125A from pole to 200A Panel

Hi,
I have seen this before here - a 125 A electric supply cables connecting up to a 200A cables at the mast head and 200A panel.
What is the argument why this should not be acceptable.

—and what are the arguments against the opposite?. i.e. 200A supply going into a, say, 125A panel supply wires and panel. (afterall the panel is designed to not draw more than 125A in this case?)

Amps.JPG

The cables from the street are in “free air” and rated differently; on top of that, the utility company can do what ever they want:)

There is nothing wrong with the way that is wired.

As was stated above, the utility company can do whatever they want. For our purposes, the amp rating reported should be the lesser of:

The main overcurrent device, the ampacity of the service wires through the masthead, or the rating of the meter. In other words, a 200 amp rated panel with a 100 amp overcurrent device is rated as a 100 amp service. If by some chance it has all been “updated” below an old 60 amp meter base, it’s a 60 amp, and should definitely be called out. Quick.

the problem is not the 125A supply but the 200A the house is capable of drawing.

The 125A from utility company is OK, they seem to do what they want and that is not the problem - however the home owner upgraded to a 200A panel and masthead because they splitleveled the house and wanted more circuits - so now you have 125A max supply with possible 200A max that may be drawn
In fact the house - having now a family living upstairs and another downstairs, have a shortage of circuits and a multitude of extension cords -
so what happens if more is drawn (200A) than is supplied (125A from the road)

Darn this is hard to convey.

One of the NEC’s major goals is to prevent fires. This is why the NEC is actually chapter 70 in a larger NFPA manual. Here it is. The NEC doesn’t apply to utility cables, they don’t run inside this house, so no house fire. They have their own industry specific codes. OK?

Ok, lets say this isn’t enough. For a service to be upgraded the new cables, have to be snipped. Thus requiring the utility to be called. At this point they ask questions, allow work to be done (issue a job #), etc. They got the information. Temp splice are put in by the home electrician, and then the utility comes out and puts in perm splices. They are made aware, and even have a line person check out the cables. Since it’s their equipment, they have a vested interest in keeping it safe. <information per our local utlity>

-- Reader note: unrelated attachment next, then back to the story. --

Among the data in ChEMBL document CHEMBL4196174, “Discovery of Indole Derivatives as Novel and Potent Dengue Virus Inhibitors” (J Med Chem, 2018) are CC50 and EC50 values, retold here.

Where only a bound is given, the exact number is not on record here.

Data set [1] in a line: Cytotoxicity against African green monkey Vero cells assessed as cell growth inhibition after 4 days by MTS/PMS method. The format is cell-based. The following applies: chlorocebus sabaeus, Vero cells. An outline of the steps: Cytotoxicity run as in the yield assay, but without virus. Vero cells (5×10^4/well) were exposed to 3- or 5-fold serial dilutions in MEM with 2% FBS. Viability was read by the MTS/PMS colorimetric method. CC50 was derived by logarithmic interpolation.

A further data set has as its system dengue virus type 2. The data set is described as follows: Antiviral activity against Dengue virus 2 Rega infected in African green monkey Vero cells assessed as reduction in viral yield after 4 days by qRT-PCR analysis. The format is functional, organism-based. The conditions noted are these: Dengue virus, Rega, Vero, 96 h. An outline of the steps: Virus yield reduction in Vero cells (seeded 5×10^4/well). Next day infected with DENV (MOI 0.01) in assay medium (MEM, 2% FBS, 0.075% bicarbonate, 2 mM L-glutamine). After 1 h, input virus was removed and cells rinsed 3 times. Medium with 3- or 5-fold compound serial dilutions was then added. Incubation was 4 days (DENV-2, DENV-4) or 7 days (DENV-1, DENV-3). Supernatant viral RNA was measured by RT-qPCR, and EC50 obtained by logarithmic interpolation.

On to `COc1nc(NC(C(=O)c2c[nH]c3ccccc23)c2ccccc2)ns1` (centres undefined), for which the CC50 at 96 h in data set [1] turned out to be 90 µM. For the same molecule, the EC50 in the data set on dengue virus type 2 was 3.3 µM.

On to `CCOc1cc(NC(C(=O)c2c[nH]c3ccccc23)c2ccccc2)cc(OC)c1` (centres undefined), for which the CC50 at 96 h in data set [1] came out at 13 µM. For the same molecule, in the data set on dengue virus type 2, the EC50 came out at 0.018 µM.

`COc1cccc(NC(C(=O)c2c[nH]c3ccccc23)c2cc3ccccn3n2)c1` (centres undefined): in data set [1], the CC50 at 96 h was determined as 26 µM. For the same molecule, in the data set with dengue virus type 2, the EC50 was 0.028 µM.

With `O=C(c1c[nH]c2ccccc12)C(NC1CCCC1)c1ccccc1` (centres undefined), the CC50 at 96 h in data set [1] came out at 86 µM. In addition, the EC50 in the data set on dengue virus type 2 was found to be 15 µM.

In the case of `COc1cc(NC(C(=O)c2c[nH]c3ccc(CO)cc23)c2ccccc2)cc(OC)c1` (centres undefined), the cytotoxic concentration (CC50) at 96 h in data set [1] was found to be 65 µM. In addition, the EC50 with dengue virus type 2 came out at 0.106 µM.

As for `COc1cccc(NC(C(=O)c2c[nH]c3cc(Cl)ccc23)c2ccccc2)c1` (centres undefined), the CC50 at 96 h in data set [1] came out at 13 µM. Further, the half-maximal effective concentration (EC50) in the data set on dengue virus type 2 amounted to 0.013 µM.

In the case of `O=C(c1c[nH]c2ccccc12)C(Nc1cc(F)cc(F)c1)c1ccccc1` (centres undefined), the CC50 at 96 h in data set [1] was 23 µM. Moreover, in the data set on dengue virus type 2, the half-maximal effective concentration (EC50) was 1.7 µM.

tom

P.S. Sorry, typing out this seemed challenging; so I didn’t flame, just wrote out what’s what. Maybe a online teacher like Paul can better explain why.

Why do you say this is 125a?
A 200a service is usually supplied with a 2 ga aluminum triplex drop.
You just have to believe the utility knows what they are doing.

is this going from their own pole to their house or from the hydros pole to their house

From Hydro pole to house.
125A size supply from hydro pole to 200A at mast wires and Panel with main Panel breaker of 200A
— This is old and anything seemed OK years ago - we speak of possible problems today

It’s not that hard to convey.
THE WIRE FROM THE (poco) POLE TO THE HOUSE IS INSIGNIFICANT.

You keep referring to 125 amps. WHERE DID YOU GET THIS NUMBER???
PLEASE show me a reference where it states this wire is a 125 amp feed.
Do you even know exactly what size and insulation type it is?

The POCO sizes this wire as they see fit. It is a 200 amp drop if they say it is.
I know this is an extremely hard concept to swallow since we are all so code oriented.

You know how often the POCO replaces the drop when I do an upgrade to 200 amps? RARELY.

The utility aerial drop is sized to NESC ampacities, and not to NEC ampacities. There’s a HUGE difference in how they rate their conductors. Under NESC rules, #2 AL is good for 200 amp, and #1/0 AL is good for 320. They also size their conductors to your load, and not your apparent service size. That is to say, if they have knowledge of the load history, they are permitted to size their drop in accordance with that data, without regard to your service size. You’ll sometimes see 3-strand #6 solid serving 200 amp NEC service equipment, and it’s “legal”.

I think what is important here is regardless of the NESC standards…at the point they CONNECT to my SE Cable at the mast head or within the lat. meter enclosure the NEC does prevail…and NEC conditions do apply !

Code or not…#2 AL is not acceptacle for SE conductors for a 200A service…just want the guys to understand that…

Understand you can’t dictate the Service Drop size…thats POCO’s determination…but once it makes a connection at the mast head or in the Lat. enclosure…it then must comply with 310.15(B)(6) or 310.16 per the NEC.

How about copper SEC labeled 1/0 AWG connected to a 200 amp main breaker. Today was the second time I’ve seen this.